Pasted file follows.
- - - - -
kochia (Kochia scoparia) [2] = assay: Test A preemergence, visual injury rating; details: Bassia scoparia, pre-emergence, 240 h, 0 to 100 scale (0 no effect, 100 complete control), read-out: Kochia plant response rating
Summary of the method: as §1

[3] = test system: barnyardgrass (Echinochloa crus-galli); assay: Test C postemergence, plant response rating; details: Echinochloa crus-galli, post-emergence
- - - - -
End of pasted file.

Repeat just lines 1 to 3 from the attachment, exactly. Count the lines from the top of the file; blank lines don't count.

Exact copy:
kochia (Kochia scoparia) [2] = assay: Test A preemergence, visual injury rating; details: Bassia scoparia, pre-emergence, 240 h, 0 to 100 scale (0 no effect, 100 complete control), read-out: Kochia plant response rating
Summary of the method: as §1

[3] = test system: barnyardgrass (Echinochloa crus-galli); assay: Test C postemergence, plant response rating; details: Echinochloa crus-galli, post-emergence